See also Mr Sirius

Sistra (Italy): Bearing (Psych Up Melodies PUM - 003/01, CD, 2011)
Progressive/Psychedelic
Gaia Vittozzi (joint lead vocals), Barbara Radi (joint lead vocals)
This Italian outfit, led by multi-instrumentalist Fabrizio Di Vicino, debuted with an album that’s odd through and through. Mixing acid-rock jamming with jazzy time signatures, a few avant-garde touches and a basement production, and throwing in a few spacey and occasionally folky songs along the way, it’s genuinely difficult to describe. Much of it is excellent and nearly all of it holds the attention, but the whole thing sounds more like a rehearsal session than an album per se. GRADE: C+.

Sistra (Italy): Communication Deferred (Psych Up Melodies PUM - 009/01, CD, 2014)
Progressive/Psychedelic
Barbara Milizia (principal vocals)
Alternating songs and instrumentals, their second album again blends disparate influences – acid-rock jamming, jazzy time signatures, skittering percussion (some played backwards) – into an unusual whole. Once again, it’s a hard album to sum up and once again, despite its high quality, none of it really goes anywhere. GRADE: C+.

Six North (Japan): I’m Here In My Heart (Muséa FGBG 4358.AR, CD, France, 2000)
Jazz/Rock/Progressive
Chizuko Ura (lead vocals)
Six North (or 6-North as the front cover has them) offer virtuosic, mostly instrumental jazz-fusion with a laid-back feel and some world music edges. Not until the penultimate track, ‘Kundabuffer’, does the music become uptempo or dynamic, and it’s too little too late: this is impressively virtuosic stuff, like lots of fusion, but it’s also lacking in warmth, personality or excitement, also like lots of fusion. GRADE: C+.
Sixnorth (Japan): Prayer (Poseidon PRF-011, CD, 2003)
Jazz/Rock/Progressive
Chizuko Ura (lead vocals)
Closing with an extract from Hatfield & The North’s ‘Fitter Stoke Has A Bath’, the band’s second and final album – issued under another slightly variant name – moves them closer to a Canterbury sound. Far more dynamic, playful and inventive than its predecessor, this is definitely the stronger of their two releases, but once again the music impresses far more than it delights. GRADE: C+.

Skalar (Germany): Spooky (Lollipoppe Shoppe LSCD 024, CD, with digipak, 2021)
Folk/Rock/Psychedelic
Anne Smidt (principal vocals, guitar, keyboards)
According to their press release, Skalar released an EP five years ago, but this intriguing album still sounds like something of a work in progress. The basic style is spare folk/rock with some jazz edges and a bit of a singer/songwriter feel, occasionally hinting towards Crosby Stills & Nash or even the more atmospheric end of Fleetwood Mac. However, there are lots of diversions from the template – on the extended opener ‘Black Mamba’ the jam even reminds me of Axe (Crystalline). But whilst there’s plenty to enjoy here, it still feels a little slight – maybe they need to stretch out and jam a little more often. 

GRADE: C+.

Skara Brae (Ireland): Skara Brae (Gael-Linn CGLLP 31, 1971)
Folk
Tríona Ní Dhomnaill, Mairead Ní Dhomnaill
Reputedly the first album to combine Gaelic lyrics with harmony vocals, this is a beautiful and haunting acoustic folk set, owing an occasional debt to Davy Graham. However, Tríona Ní Dhomnaill and colleagues were to take huge steps forward when they introduced rock elements into their sound with her superb solo album and later ventures like Ceathrar and the Bothy Band. GRADE: C+.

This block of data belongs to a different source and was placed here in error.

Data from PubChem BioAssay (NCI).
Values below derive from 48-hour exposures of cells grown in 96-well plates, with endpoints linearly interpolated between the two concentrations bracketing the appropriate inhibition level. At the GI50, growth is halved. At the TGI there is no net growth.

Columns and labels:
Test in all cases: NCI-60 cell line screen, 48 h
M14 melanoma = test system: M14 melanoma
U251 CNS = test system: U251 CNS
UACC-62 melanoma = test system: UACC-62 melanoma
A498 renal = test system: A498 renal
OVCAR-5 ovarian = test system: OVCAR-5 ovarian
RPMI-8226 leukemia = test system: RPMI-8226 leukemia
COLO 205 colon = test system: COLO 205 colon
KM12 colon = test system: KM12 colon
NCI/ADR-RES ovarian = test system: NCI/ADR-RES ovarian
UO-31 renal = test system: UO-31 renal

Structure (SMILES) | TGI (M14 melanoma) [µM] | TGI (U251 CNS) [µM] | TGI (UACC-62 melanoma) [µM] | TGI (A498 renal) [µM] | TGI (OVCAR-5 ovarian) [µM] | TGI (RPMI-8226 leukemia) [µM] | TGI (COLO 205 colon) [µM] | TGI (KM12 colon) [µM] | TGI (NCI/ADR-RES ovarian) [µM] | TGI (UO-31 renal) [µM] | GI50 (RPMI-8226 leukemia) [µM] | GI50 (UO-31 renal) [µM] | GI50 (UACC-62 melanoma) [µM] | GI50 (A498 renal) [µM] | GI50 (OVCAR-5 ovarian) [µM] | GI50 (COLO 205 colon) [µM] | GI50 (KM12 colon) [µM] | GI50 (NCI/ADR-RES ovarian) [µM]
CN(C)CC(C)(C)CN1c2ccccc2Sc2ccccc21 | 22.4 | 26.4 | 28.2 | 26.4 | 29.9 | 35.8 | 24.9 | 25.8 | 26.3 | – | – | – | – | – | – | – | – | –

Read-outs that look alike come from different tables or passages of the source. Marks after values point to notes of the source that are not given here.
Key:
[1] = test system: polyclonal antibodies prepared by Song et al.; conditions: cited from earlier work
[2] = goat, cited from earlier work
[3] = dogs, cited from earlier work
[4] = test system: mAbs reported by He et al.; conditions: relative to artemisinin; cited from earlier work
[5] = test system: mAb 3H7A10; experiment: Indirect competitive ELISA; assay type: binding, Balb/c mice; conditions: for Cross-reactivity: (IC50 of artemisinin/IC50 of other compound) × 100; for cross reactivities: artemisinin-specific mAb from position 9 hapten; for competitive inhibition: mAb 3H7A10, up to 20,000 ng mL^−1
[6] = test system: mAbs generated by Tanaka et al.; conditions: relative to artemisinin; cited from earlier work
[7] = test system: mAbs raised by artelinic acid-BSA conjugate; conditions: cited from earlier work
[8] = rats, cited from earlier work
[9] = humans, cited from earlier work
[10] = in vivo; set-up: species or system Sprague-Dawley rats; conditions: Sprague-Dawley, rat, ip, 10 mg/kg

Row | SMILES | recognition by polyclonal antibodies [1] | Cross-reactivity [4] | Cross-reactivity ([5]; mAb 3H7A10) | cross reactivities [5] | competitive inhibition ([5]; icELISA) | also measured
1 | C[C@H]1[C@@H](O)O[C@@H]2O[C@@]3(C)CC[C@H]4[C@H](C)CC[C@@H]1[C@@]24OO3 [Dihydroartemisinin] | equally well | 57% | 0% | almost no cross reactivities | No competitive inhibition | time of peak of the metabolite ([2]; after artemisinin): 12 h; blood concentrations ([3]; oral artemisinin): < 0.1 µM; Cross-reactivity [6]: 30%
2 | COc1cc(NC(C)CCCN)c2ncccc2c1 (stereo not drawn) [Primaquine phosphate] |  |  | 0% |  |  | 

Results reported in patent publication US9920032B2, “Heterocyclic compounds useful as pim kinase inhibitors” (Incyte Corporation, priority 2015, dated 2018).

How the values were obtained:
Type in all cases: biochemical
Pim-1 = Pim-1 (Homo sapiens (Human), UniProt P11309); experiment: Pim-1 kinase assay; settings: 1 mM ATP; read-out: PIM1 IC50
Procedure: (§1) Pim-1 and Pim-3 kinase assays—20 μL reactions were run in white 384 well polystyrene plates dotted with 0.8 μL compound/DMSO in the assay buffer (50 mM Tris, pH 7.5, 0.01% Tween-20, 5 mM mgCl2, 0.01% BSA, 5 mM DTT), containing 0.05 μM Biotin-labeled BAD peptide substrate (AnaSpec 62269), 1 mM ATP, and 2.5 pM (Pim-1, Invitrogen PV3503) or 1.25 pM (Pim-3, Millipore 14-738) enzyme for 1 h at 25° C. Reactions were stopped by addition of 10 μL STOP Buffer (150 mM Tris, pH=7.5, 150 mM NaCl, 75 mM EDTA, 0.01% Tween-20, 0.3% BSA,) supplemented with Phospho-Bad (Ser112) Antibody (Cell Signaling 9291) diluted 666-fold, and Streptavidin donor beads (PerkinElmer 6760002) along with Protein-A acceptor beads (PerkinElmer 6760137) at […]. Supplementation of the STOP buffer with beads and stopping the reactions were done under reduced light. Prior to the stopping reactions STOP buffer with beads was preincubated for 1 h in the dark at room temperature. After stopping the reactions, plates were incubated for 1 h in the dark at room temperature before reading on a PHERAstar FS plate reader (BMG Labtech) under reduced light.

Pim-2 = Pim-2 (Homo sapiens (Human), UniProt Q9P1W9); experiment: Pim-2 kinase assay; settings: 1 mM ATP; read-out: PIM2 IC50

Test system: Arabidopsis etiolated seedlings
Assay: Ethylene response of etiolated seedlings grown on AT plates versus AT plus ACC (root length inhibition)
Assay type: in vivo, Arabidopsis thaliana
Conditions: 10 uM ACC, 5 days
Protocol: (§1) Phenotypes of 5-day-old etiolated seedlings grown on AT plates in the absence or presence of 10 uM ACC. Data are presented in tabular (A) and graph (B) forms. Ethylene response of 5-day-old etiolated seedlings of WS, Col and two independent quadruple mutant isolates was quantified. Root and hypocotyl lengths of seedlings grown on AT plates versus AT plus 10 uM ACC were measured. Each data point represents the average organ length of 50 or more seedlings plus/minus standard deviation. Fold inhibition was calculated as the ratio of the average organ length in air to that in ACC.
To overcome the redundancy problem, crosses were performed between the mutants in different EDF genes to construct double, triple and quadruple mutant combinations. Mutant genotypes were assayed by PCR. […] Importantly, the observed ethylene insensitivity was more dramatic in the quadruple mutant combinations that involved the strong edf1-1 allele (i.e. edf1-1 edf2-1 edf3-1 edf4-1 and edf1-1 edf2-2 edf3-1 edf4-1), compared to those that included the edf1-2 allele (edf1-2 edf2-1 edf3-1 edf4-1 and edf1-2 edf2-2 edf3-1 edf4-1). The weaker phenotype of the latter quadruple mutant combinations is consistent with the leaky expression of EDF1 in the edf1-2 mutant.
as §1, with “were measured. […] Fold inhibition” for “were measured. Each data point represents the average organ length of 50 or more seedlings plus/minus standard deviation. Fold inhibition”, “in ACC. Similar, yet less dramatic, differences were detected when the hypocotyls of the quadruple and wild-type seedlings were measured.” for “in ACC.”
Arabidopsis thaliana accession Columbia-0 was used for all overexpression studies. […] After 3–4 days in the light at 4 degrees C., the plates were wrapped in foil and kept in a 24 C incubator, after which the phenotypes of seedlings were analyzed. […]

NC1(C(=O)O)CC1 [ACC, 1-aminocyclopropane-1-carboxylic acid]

See also Bothy Band, Tríona Ní Dhomnaill, Relativity

Skean Dhu (UK): Skean Dhu (Holme Recordings 1013/1, 10" acetate, 1969?)
Folk
This live folk club album doesn’t offer anything particularly surprising in its choice of material or interpretations, but it’s a consistently solid set. Given its origins, the band may have been connected to (or another incarnation of) Blue Horizon/the Orange & The Green, but this cannot be confirmed. GRADE: C+.

Skeeal (Isle of Man): Long Story (No label SKEEAL01, CD, 2005)
Folk
Sophia Dale (joint lead vocals), Breesha Maddrell (occasional vocals, flute, whistle), Simone Rogers (flute)
Despite simple backing from acoustic guitar, flutes and whistle, this collection of Manx and Celtic folk songs never sounds bland or one-dimensional. In fact, it’s frequently very beautiful, with the dual flutes working particularly well. GRADE: C+.

Skeeal (Isle of Man): Slipway (No label SKEEAL02, CD, 2009)
Folk
Sophia Dale (joint lead vocals), Breesha Maddrell (flute, whistle, backing vocals), Simone Rogers (flute, whistle, backing vocals)
Even better than their first, this peaks on two sublime songs with subtle psychedelic edges: ‘Laghyn’ and especially the mesmerising ‘Graih’. These numbers alone make this is a worthwhile purchase for acid-folk fans, whilst anyone liking high quality traditional folk should relish the remainder. GRADE: C+.

Sketch (UK): Outside-In (View VS 0016, West Germany, 1981)
Jazz/Funk
Sue Hawker (lead vocals)
Eighties jazz/funk is a particular bête noire of mine, and this is a textbook example of it (as well as being slightly ahead of the curve). In fairness, it’s not the worst of the crop, and the collection of saxophone and scat-led numbers on the A-side isn’t too offensive. However, it isn’t exactly compelling or interesting either, though the songs on the flip are marginally better (with Sue Hawker often recalling Linda Hoyle in her singing). She and guitarist Rob Koral went on to form the equally underwhelming Wotzat?. GRADE: C.

See also Wotzat?

Sketchshow (UK): Patchwork (No label, CD, with digipak, 2018)
Rock/Progressive